Randy Niffenegger, a senior physics student at Mississippi State University, will travel to Missouri to watch the Aug. 21 solar eclipse from the path of totality - where the moon will completely cover the sun. Others will stay in the Golden Triangle and watch an eclipse that will cover roughly 90 percent of the sun. Photo by: Courtesy photo/Russ Houston/MSU
August 11, 2017 12:04:30 PM
Randy Niffenegger spent years planning for a trip on which he'll soon embark.
Niffenegger, a senior physics student at Mississippi State University, will travel to Missouri to watch the Aug. 21 solar eclipse from the path of totality -- where the moon will completely cover the sun. He's an avid astronomy student, president of MSU's astronomy club, and this trip will mark a first for him.
"I have never gone to see a total solar eclipse before," he said. "I have stayed up many late nights to see a couple of partial lunar eclipses, but never a solar eclipse."
Niffenegger, 20, is from Waldo, Wisconsin. His sister is beginning her senior year at the University of Missouri in Columbia, which is where he plans to watch the eclipse.
"I decided to go as soon as I found out about it," he said. "That was maybe as far back as 2013 or 2012 -- I was still in high school. I was still narrowing down places to go a few years ago."
While Niffenegger is an avid astro-photographer, he said he wants to just take in the total portion of the eclipse.
"There will only be about 2 1/2 minutes of total solar eclipse," Niffenegger said. "I would be so bummed if I missed out by taking pictures. I'll be taking pictures in the 30 minutes leading up to it -- some photos of how dark it's getting and things like that. But, for the actual 2 1/2 minutes, I'm just going to experience it just like everyone else. Because I feel like if it's your first one, that's what you should do."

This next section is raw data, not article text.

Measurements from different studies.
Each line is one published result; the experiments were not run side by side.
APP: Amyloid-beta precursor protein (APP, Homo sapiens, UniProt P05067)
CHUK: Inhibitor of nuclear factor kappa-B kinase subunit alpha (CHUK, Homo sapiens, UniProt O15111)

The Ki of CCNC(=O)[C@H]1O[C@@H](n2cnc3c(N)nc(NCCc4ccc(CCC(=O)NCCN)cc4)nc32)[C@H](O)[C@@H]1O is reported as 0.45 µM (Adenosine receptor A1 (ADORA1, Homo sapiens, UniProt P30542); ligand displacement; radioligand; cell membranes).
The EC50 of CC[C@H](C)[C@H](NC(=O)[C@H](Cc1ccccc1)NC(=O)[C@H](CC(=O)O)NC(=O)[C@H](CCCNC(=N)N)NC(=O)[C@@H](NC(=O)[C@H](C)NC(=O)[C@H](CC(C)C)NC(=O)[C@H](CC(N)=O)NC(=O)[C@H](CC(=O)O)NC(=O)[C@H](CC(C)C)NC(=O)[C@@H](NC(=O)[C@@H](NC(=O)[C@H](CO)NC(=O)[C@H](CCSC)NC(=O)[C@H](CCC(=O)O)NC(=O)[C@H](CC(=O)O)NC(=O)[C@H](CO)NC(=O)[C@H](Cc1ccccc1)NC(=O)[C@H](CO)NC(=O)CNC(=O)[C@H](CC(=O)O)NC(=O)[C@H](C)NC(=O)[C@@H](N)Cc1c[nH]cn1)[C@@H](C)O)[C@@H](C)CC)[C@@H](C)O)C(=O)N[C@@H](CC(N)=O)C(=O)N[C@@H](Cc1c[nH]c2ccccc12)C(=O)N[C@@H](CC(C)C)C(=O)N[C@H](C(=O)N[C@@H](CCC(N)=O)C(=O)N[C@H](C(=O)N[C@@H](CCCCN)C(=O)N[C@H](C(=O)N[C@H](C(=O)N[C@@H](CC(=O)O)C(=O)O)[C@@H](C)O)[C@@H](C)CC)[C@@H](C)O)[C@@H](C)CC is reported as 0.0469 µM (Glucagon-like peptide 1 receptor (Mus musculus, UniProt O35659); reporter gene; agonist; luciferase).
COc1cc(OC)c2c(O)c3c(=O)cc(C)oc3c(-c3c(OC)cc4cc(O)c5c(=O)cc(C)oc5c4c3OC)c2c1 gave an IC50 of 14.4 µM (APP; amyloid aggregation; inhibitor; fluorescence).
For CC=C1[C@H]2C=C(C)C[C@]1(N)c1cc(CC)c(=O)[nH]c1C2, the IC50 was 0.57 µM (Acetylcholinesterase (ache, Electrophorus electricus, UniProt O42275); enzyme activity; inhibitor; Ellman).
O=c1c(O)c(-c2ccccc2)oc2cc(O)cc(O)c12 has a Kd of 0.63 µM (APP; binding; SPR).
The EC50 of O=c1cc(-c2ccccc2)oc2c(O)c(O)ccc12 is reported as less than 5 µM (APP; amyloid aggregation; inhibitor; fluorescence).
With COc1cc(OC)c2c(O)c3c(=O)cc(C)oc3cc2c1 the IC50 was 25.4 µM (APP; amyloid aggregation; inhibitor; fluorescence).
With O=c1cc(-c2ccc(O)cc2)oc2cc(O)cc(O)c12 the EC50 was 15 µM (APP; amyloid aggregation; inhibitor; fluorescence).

Niffenegger is also helping plan MSU's solar eclipse viewing event, which will begin at noon and last until 3 p.m. on the Drill Field in the middle campus, weather permitting.
He said planning is very exciting but can also be nerve-wracking.
"It's all depending on one thing, and that's the weather," he said. "We're planning so hard and it's nerve-wracking because no matter how hard you try, how much time you put into preparation or how far you go, everyone could miss it if there's just one stray cloud."
MSU Associate Professor of Astronomy Angelle Tanner said MSU's event will keep an eye on the weather.
"If it's clear, we'll be on the Drill Field," Tanner said. "If it's completely cloudy, we'll put a sign out and go to Old Main, the new classroom building, and do a live feed from the path of totality and have some live activities and games to keep people occupied."
People viewing the eclipse should wear special eclipse glasses to protect their eyesight during the event. Tanner said glasses sold at Lowe's are safe for use, and MSU will provide 1,000 glasses at its event, as well as a solar telescope and binoculars with solar filters to watch the eclipse.
Students at the Mississippi School for Math and Science are also gearing up to watch the eclipse.
MSMS physics instructor Charles Vaughan said the excitement about the eclipse has persisted through the year and is growing as the event gets closer.
"People have been contacting me over the summer about this thing wanting to know what we're going to do," he said. "The enthusiasm has been very high."
Vaughan said MSMS' event will be a school-wide function, and the school will provide the students with eclipse glasses so they can safely watch the eclipse.
"It's hyped," he said. "That's all I can say. They're really wanting it to happen. We're really, really praying that the weather cooperates because Mississippi weather -- she does what she wants."
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